The Super-Sol supermarket next door to the G shopping mall in Kfar Sava checked out its last groceries not so long ago, squeezed between competition from the mall and growing online sales.
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And what happened in Kfar Sava could happen elsewhere to Super-Sol’s network of brick-and-mortar stores – the biggest in the country – as Israeli consumers forswear shopping carts in favor of smartphones.
Online sales for the food retailer jumped 30% in the first quarter and now account for 12% of total turnover. Meanwhile, overall sales were a sluggish 1.5%, lower than the 2.2% for all supermarkets, which spells falling sales per square meter of grocery store space and per employee at its branches.
Super-Sol hasn’t made a final decision on how many of its stores will close or shrink this year. In fact, it has plans to add two more in Be’er Sheva’s Ramot neighborhood and in the new city of Harish, south of Haifa. But executives have been talking about 8,000 square meters, or about 1.6% of the total.
Israelis have been slow to buy online, but the trend is quickening and Super-Sol executives say that within three years, web sales will reach 15% of the total.
They expect that 5 to 7% of stores will be converted into warehouses, where online orders can be fulfilled near the customers who have ordered them. In the retail industry these are known as “dark stores,” a retail facility that resembles a conventional supermarket but is not open to the public and houses goods used to fulfill orders placed online.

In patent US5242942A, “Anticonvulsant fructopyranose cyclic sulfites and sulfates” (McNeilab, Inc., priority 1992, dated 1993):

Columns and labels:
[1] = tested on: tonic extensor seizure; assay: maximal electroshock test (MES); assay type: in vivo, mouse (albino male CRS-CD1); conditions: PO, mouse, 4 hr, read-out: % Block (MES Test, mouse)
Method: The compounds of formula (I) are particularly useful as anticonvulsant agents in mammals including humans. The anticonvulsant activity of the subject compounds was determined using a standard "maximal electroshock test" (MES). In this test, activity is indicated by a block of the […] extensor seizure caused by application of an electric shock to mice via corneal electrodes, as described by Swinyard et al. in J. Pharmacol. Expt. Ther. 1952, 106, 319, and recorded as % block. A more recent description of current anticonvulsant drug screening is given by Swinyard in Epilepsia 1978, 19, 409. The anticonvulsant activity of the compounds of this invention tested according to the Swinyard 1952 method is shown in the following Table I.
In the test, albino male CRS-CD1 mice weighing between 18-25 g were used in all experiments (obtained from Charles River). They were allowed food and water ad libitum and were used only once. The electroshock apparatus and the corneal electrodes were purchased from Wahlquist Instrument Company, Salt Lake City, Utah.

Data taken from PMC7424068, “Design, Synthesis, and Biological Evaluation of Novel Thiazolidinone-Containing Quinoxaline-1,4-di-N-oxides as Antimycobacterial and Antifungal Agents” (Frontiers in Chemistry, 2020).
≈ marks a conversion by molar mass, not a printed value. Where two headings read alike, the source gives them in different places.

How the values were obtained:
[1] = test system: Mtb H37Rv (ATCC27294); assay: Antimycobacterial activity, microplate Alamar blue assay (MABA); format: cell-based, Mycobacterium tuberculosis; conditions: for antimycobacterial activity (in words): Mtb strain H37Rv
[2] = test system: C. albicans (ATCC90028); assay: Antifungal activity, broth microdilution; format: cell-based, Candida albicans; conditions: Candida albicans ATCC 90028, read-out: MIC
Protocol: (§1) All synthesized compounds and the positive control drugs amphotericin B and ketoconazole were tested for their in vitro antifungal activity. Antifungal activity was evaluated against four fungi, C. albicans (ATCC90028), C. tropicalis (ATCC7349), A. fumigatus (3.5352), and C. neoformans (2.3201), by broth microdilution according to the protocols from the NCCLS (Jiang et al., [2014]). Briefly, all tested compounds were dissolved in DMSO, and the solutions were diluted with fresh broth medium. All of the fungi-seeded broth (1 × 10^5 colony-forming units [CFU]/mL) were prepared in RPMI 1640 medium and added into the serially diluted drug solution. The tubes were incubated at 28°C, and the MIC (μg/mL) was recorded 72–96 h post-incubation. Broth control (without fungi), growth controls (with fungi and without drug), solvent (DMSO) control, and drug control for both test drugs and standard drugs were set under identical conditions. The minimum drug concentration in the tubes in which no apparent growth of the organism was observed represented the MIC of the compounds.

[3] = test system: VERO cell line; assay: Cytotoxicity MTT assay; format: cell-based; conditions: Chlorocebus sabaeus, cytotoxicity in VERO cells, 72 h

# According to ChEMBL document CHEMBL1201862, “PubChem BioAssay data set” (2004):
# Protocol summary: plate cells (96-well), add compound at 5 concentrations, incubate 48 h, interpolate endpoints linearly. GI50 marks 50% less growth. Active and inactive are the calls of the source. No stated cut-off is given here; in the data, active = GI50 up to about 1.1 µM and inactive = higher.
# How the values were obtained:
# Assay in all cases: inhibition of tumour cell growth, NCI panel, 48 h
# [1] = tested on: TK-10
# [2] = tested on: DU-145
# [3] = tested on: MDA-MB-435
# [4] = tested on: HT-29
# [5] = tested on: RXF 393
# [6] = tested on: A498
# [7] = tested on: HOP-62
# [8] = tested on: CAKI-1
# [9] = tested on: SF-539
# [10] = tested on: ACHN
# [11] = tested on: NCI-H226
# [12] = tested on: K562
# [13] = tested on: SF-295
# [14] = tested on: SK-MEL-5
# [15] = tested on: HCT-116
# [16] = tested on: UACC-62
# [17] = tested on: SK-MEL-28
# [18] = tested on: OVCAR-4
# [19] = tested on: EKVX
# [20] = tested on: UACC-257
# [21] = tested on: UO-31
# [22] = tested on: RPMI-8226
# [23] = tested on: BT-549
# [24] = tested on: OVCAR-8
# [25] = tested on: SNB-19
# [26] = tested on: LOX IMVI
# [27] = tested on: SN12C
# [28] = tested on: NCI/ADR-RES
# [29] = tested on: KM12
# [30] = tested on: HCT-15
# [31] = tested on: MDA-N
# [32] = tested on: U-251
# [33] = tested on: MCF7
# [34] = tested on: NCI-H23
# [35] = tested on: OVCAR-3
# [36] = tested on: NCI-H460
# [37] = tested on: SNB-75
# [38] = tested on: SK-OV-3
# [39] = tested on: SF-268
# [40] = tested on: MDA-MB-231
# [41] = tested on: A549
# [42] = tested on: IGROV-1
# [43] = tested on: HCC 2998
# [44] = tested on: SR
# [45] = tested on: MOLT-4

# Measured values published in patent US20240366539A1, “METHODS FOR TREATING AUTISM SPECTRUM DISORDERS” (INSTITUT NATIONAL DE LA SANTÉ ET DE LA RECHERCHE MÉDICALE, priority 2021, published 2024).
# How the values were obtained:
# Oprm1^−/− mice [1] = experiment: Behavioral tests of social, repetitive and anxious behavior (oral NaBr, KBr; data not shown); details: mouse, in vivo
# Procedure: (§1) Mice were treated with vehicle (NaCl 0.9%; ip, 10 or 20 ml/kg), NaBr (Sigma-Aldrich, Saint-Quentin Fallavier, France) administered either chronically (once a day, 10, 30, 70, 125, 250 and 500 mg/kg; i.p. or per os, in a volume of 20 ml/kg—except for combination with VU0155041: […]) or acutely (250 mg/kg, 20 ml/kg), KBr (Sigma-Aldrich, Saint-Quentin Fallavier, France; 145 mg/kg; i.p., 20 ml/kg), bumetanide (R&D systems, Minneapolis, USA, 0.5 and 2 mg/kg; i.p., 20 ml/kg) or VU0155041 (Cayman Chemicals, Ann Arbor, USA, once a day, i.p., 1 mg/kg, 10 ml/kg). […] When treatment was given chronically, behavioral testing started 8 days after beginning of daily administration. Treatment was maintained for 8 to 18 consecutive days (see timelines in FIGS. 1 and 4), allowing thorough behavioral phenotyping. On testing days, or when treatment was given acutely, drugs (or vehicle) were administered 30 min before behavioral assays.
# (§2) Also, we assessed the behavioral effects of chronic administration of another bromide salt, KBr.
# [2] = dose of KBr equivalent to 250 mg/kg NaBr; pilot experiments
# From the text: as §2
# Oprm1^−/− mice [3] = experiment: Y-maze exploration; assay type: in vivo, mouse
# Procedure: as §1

Eventually, though, even these facilities will be abandoned in favor of dedicated logistics centers. In fact, right now Super-Sol is building a 55-million-shekel ($15.6 million), 8,000-square-meter facility in the coastal town of Netanya, which will open in the first half of next year.
Not long after it is completed, Super-Sol expects to have reduced its retail selling space by 7% compared to the end of 2016, and 18% relative to the end of 2012 – a total reduction of 100,000 square meters by the end of 2019.
It is all part of a cost-cutting operation that began in 2014, in response to heightened competition from discount retailers like Rami Levy. More recently, the rapid adoption of online shopping has made the cutback even more urgent.
Super-Sol’s strategy has implications beyond grocery shopping patterns. It’s a big blow to the company’s real-estate unit, which owns many of the stores that it leases to its parent. Super-Sol Real Estate owned 67 of the food retailer’s stores as of the end of last year, and rents another 205 stores from other landlords in Super-Sol’s name.
Super-Sol’s brick-and-mortar retreat is no less a potential blow to mall owners and operators, especially since Super-Sol supermarkets serve as an anchor store for many of these malls.
Super-Sol spun off its real-estate operation four years ago with the idea of eventually taking it public, but since then the unit has become more of a burden than an asset.
Sources at Super-Sol say they aren’t concerned about the shrinking number of stores, saying they should be able to find alternative tenants – but the company’s own financial statements point to a different story: Super-Sol Real Estate’s rental income dropped 3.8% last year to 126 million shekels, while net operating income dropped 4.9% to 118 million shekels.